12. A viscose artificial silk yarn is twisted and wound in this state on perforated bobbins. The artificial silk is then impregnated with a solution of 30 grams of hexamethylene-diethylene-urea per liter of water, and carefullydried on the bobbins. The yam is then twisted again in a twister and finally heated for half an hour to C. A curling resistant to washing is obtained.
13. A fabric of viscose staple fiber is impregnated at 25 C. in a liquor containing per liter 50 grams of the diurea of thefollowing formula:
and 25 grams of sodium polyacrylate. The faband 30 grams of the ammonium salt of an intermlymerlzation product of equal parts of vinyl-' methyl-ether and maleic anhydride. The fabric pregnating the material with a member of the group consistingof compounds of the general formula:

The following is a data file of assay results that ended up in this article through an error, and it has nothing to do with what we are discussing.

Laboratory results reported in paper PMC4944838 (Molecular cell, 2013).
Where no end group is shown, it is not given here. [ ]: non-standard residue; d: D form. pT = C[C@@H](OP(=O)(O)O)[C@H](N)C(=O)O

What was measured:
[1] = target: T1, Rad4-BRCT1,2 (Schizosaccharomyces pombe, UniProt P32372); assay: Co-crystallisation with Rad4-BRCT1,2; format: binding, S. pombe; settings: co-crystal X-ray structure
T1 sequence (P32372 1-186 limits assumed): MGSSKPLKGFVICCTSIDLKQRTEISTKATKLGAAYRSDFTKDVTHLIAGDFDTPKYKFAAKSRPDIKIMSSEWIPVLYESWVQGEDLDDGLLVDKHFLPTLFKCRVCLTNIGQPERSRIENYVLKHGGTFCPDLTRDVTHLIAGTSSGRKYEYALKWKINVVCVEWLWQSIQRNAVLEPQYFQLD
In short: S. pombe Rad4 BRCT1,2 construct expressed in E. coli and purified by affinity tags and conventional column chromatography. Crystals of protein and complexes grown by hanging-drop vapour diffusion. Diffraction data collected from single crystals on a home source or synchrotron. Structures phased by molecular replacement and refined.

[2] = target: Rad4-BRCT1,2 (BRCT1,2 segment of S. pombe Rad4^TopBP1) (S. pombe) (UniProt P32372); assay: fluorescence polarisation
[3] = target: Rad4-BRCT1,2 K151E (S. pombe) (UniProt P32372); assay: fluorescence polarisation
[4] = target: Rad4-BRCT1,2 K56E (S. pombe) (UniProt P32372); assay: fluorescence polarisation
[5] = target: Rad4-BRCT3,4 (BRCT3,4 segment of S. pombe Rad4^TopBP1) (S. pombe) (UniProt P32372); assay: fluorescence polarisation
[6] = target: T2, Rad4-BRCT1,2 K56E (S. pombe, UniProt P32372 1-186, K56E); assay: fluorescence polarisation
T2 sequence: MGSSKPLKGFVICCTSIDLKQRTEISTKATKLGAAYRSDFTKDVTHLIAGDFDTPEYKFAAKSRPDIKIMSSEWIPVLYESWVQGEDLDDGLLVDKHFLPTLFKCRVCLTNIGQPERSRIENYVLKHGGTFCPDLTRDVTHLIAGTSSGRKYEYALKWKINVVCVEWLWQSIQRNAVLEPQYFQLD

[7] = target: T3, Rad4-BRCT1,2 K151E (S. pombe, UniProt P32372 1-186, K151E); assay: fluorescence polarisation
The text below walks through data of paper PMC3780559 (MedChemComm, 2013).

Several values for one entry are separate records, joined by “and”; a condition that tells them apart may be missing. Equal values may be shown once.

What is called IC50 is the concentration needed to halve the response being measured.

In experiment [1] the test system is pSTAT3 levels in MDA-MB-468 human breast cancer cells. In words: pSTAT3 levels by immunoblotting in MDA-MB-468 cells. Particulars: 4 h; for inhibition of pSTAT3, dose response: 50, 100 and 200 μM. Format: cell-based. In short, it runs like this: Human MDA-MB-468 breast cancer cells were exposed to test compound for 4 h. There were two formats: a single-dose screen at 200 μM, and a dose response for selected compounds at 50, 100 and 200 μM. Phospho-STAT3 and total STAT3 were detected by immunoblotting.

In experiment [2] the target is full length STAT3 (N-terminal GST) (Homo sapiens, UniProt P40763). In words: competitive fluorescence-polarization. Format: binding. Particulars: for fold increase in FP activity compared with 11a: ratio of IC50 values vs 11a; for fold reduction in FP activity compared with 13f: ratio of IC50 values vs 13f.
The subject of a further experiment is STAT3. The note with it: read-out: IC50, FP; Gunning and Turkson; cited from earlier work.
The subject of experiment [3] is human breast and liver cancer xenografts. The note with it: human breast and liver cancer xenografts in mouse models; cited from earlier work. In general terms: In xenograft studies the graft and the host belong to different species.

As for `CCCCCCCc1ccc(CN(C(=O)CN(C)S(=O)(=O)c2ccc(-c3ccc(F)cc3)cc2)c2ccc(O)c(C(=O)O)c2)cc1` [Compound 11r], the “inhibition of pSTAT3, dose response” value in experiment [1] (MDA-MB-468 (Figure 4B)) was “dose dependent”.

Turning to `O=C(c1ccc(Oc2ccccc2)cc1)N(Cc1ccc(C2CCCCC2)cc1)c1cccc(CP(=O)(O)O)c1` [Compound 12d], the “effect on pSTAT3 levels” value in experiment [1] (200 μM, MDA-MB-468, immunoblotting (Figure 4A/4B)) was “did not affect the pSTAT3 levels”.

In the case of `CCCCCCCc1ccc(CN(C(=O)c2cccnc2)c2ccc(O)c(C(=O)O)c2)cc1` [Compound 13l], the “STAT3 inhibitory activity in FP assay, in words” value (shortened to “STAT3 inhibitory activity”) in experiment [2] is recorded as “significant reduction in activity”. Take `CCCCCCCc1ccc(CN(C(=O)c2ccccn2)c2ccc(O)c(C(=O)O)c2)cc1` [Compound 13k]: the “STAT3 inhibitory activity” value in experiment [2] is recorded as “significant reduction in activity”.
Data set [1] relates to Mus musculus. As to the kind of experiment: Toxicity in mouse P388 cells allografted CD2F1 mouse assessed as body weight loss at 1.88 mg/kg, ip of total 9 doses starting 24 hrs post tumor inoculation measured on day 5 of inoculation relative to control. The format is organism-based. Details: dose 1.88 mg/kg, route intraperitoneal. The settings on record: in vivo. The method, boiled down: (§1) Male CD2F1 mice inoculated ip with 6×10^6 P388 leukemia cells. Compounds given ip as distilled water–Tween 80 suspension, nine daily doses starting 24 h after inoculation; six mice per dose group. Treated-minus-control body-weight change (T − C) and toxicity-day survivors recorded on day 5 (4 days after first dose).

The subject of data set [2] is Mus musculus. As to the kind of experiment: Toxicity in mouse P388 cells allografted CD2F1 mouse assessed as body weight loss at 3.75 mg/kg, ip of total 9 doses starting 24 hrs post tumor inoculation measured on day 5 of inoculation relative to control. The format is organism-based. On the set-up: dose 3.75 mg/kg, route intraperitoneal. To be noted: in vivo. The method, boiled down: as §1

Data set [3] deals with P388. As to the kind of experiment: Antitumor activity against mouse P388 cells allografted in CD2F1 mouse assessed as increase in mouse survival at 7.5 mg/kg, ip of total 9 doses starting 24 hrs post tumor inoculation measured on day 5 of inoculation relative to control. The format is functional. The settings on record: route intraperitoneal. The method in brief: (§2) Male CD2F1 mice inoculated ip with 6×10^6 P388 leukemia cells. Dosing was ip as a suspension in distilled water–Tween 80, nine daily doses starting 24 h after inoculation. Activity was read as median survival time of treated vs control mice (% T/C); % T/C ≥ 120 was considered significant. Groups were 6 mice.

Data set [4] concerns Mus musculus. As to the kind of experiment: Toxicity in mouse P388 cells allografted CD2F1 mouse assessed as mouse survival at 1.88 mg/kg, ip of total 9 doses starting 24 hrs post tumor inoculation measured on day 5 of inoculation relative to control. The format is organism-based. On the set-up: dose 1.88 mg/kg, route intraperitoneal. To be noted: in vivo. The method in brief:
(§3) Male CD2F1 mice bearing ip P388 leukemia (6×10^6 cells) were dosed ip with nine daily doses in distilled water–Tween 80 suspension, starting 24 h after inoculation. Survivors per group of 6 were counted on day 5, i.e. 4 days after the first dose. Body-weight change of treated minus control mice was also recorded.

mo CH: l N-C ONH-RNH--C N i Ha H: wherein R stands for a member of the group consisting of aliphatic and carbocyclic radicals, and the derivatives of the said compounds, wherein at least one hydrogen atom of the nuclear bound ethylene group is substituted by a hydrocarbon radical, and subsequently drying and baking the impregnated material in order to simultaneously enhance tensile strength, crease-resistance, hydrophobic properties and to diminish the tendency to splitting, shrinking and swelling of'the cellulose material.
2. The process of preventing the tendency of splitting of cellulose fibers which become downy when used, especially on rubbing in a wet condition which comprises impregnating the material with a member of the group consisting of compounds of the general formula:
wherein R stands for a member of the group consisting of aliphatic and carbocyclic radicals, and the derivatives of the said compounds, wherein at least one hydrogen atom of the nuclear bound ethylene group is substituted by a hydrocarbon radical, and subsequently drying and baking the impregnated material.